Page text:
When the Tiger Came Down the Mountain by Nghi Vo (#2 in The Singing Hills Cycle)
The second novella in The Singing Hills Cycle is a better read and an interesting exploration of how history is recorded, how events are 'altered' over time and distance, and how difficult it sometimes is to separate fact from fiction. Nicely done.

The Empress of Salt and Fortune (#1 in The Singing Hills Cycle)
Quite an impressive debut, "The Empress of Salt and Fortune" is the first novella of The Singing Hills Cycle and unfolds the life of Rabbit, a handmaiden, and her journey through life, told to the cleric Chih. A beautifully told tale, sharply polished, elegant, of a world that seems distant, foreign, and ancient but also remarkably modern, fresh, and pertinent.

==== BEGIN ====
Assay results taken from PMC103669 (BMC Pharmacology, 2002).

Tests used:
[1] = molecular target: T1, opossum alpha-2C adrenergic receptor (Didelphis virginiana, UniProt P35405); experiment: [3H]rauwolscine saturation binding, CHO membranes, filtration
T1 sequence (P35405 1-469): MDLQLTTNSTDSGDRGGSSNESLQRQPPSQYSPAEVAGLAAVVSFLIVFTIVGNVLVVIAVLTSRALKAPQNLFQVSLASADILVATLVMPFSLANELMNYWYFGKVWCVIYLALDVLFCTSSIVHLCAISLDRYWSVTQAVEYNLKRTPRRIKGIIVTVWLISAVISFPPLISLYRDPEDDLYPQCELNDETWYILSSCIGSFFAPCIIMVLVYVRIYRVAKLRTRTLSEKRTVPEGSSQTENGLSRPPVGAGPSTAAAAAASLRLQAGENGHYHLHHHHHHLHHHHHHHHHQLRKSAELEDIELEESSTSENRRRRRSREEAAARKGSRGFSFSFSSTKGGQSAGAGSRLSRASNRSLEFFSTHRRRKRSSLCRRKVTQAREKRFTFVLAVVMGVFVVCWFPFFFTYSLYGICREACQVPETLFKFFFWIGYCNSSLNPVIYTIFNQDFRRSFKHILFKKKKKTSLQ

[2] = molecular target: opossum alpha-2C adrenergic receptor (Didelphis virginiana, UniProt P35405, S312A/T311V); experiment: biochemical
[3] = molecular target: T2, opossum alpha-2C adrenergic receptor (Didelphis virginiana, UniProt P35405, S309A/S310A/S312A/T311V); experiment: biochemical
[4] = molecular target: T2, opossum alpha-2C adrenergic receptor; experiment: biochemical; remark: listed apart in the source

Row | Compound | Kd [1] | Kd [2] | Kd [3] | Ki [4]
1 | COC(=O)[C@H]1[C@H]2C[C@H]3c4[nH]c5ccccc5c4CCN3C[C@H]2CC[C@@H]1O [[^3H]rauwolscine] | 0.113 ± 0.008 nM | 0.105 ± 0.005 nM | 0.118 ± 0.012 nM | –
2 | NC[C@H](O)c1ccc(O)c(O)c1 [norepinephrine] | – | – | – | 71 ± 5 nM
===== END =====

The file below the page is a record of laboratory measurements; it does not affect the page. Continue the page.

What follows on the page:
The Science of Breakable Things by Tae Keller
A mostly well-written and much needed book about how families deal with clinical depression. Seventh-grader Natalie struggles to understand what has happened to her mother, why she has stopped caring about her and why she cannot seem to get out of bed. Unable to find answers, Natalie approaches the problem as if it were a science project, getting a little help along the way from her closest friends. The Science of Breakable Things, written for grades 4-6, explores the fragility of people, families, and friendships, and in the end delivers notes of hopefulness and healing.

The Three-Body Problem (#1 in the Remembrance of Earth’s Past series)